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Thames Path 4

In January 2021 the country went into lockdown once more, and the intricacies of home schooling on top of everything else meant that Robin and I were unable to find a slot to go walking for some months. It wasn’t until near the end of April that we picked up where we had left off.

Or at least, near where we had left off. On our last stretch, we left the Thames Path at a junction of pathways at the end of a dirt lane. Rather than ask Dan to try and drive down there, we instead got ourselves dropped at the junction between the Northmoor and Bablock roads.

Thanks Dan!

The lack of proximity to the river coupled with how long it had been since the last walk gave us the perfect opportunity to start the day with an argument. Since we were walking from the outskirts of the village where we live to the outskirts of Oxford (which is now to all intents and purposes my home city) I hadn’t bothered packing a map, so we spent some minutes debating which way we ought to be walking.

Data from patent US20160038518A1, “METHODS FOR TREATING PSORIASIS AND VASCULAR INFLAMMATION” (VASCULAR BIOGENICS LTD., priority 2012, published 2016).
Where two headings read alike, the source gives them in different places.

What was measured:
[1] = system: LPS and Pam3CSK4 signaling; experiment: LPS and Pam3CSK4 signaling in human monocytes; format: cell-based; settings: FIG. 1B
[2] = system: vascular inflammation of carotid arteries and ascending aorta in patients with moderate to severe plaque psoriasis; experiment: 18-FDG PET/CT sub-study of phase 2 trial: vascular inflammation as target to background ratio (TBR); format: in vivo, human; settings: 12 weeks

Yes but which way to London?!

Eventually we worked it out and set off across the fields. It took a mile or so before we actually reached the river but the fields were also very pleasant in the sunshine, not least because (it being Spring) they were full of lambs.

Soon after rejoining the river we reached Pinkhill Lock, an isolated and tranquil spot with a lovely campsite among the trees on the island in between the lock and the weir (currently closed but looks like a delightful spot in opener times). At the lock the path crosses the river, and remains on the right-hand bank until Oxford.